I’ve read that the blog on The Gospel Coalition which caused a huge controversy yesterday was taken down. I read that it was a mixture of apology and security, for the woman and her family, as well as for the reputation of TGC.
I am sorry that it got to that. I was a bit floored that TGC posted it in the first place. It didn’t seem edited. It didn’t seem thought out. It definitely didn’t seem well counseled or prayed over. It felt like reading someone’s diary, a diary which was still in the process of being written.
But it was honest. And much like someone walking into an AA meeting for the first time, she was rough around the edges and maybe not entirely sure what she was doing yet. Maybe we all wanted her to be further along than she was. Maybe we expected more – maybe too much – of TGC and its team of editors. Maybe we thought that because someone “published” something online (are we still thinking blogs are published just because that’s what the link says when we click it?) that they will be totally accurate, thoughtful, and helpful? Or maybe we just are so tired of people’s opinions, particularly the ones that rub against ours the wrong way. Maybe we just want people to stop talking altogether because we’re tired of the true confessions thing especially online.
Truth is though that what we did to that poor woman is EXACTLY what we are railing against her for. What we did was shut her down. What we did was label and vilify her for all the reasons we so desperately want her to confess to in her treatment of others, specifically her son-in-law and perhaps her own daughter. We pushed her around and heaped prejudice and graceLESSness on her head instead of just listening and carefully encouraging her to continue on her journey. Did we think she was celebrating that she arrived already and had nothing else to learn? Did we think that she was trying to put herself on a pedestal as an example of exactly what everyone should do? Maybe. Maybe she was, maybe she wasn’t. But isn’t what we did to her the flip side of the coin? Isn’t it assigning to her traits and characteristics stereotypical of “her kind?” Didn’t we just treat her exactly the way we don’t want to be treated?
I say we. I mean we. I was annoyed by her post. I was floored by her complete lack of the word “repent” in her piece. I stated as much publicly on a thread of comments that maybe I should have just refrained from. I repent. Lord, forgive me. Forgive me for jumping on her honesty and attempt to make sense of herself. I am always pushing people to be self aware and to wrestle with the things that make up who they are. But when someone does it and doesn’t quite get to a place I want them to be – a place I have predesigned in my mind that they should be – I get annoyed and condescending, falling in to the trap of labeling and belittling. Oh Lord, forgive me.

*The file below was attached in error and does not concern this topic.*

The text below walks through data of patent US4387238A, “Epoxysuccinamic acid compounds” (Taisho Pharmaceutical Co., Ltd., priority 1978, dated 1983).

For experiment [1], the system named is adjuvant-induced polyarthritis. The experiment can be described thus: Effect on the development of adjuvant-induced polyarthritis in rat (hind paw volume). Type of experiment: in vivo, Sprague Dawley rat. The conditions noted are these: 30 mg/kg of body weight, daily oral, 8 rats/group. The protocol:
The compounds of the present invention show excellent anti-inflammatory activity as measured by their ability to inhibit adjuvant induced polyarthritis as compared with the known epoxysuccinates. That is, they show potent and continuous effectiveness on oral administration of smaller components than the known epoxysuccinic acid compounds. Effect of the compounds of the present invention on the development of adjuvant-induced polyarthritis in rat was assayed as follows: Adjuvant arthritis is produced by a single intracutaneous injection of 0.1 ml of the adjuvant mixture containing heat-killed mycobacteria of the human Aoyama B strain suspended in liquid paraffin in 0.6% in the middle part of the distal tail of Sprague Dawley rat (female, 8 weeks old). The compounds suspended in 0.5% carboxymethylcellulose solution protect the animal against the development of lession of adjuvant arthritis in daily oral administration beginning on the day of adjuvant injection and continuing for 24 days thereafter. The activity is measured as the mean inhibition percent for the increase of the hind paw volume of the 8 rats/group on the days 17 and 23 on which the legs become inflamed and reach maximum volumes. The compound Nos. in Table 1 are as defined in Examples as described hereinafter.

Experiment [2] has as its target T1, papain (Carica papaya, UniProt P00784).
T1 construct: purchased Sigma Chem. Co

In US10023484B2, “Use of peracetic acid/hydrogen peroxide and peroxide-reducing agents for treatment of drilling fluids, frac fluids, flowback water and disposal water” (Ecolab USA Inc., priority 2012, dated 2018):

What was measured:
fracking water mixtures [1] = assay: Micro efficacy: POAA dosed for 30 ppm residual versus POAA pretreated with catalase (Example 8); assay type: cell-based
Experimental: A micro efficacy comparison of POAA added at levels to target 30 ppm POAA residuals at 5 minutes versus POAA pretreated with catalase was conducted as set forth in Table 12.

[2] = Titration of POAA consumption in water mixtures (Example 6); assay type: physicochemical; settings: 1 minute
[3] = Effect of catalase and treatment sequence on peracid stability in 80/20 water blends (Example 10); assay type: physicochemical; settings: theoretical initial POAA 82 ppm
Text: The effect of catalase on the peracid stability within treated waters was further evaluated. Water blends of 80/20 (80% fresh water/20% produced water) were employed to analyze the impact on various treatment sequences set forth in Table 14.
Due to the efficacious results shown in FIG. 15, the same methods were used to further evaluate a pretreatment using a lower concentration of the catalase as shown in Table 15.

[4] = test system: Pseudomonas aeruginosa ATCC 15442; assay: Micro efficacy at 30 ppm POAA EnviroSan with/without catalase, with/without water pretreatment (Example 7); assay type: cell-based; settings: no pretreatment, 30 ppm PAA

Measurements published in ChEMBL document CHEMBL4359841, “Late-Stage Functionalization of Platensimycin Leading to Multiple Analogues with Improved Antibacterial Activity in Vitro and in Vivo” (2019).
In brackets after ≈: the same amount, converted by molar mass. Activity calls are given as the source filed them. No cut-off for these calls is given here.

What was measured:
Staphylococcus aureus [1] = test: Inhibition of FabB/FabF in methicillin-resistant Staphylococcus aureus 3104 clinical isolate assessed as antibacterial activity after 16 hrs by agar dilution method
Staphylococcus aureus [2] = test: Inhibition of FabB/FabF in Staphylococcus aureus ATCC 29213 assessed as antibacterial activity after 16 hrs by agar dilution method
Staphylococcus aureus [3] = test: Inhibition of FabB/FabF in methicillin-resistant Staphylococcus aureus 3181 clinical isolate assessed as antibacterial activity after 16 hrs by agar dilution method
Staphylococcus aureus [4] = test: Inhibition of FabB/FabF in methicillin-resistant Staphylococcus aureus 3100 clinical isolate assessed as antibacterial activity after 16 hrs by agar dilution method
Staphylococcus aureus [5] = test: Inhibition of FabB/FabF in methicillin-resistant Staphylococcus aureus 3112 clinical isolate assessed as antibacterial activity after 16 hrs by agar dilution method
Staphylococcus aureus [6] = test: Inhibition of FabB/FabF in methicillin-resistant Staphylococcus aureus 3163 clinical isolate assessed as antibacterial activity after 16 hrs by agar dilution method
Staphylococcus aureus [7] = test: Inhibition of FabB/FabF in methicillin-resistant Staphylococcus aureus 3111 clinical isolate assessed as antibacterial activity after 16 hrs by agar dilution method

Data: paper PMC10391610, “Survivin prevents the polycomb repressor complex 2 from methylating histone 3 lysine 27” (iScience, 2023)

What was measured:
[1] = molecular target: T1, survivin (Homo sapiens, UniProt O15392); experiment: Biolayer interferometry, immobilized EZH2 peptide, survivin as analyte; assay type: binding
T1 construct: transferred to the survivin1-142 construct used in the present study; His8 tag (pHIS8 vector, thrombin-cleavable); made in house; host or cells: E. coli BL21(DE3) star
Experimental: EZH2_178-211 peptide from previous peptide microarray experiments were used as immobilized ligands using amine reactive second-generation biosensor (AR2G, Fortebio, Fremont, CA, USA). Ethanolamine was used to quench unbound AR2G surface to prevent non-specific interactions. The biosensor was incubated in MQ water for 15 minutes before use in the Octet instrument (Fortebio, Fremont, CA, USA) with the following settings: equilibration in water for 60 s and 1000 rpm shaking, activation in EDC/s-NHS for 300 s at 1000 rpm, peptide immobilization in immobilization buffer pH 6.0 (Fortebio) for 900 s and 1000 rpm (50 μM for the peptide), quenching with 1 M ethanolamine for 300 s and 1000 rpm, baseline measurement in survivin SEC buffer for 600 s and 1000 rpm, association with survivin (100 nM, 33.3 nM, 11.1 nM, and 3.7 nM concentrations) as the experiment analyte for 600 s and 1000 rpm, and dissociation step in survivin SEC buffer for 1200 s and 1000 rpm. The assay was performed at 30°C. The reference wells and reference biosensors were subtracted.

I wish I could tell Mrs. Clark that she is on the right track. I hope someone tells her. I hope that when someone admits to being wrong and admits to needing to change that I never jump on a bandwagon to point out all her flaws and shortcomings. I hope I am never on the receiving end of that. I pray that she knows God’s grace which never fails and never berates. Guilt berates. Shame berates. God’s Spirit convicts of sin, yes, but He also woos our troubled souls to repentance, the sweet gift that it is, and lays our hearts to rest in His provision, His covering for our sins – oh the many many sins from start to finish.
Then, I also wish I could exhort Mrs. Clark to know that what she is feeling now – I’m guessing – is just a glimpse into the life many people of color have felt. Marginalized, vilified. Our opinions squelched and demeaned. Our experiences belittled. Now she knows the hurt. Now she knows just a small taste of what it feels like to express what you have learned in life, the hardship and trial, only to be met with derision and disdain. I feel awful for her. I do. Because I know what it feels like. I know firsthand how it feels to have a group of people look at me and say I don’t know what I’m talking about. They said my experience can’t be totally true, or that I was reading into things and taking myself too seriously. I’ve been told I’m a racist. I’ve been told I don’t have a grip on reality. I’ve been told my experiences are warped in my head, that I should know better. These just a few of the things that people of color hear when they voice their opinions and try to convey their hearts.
It doesn’t make it justifiable, but now you know. Perhaps this is the next lesson God has you learning.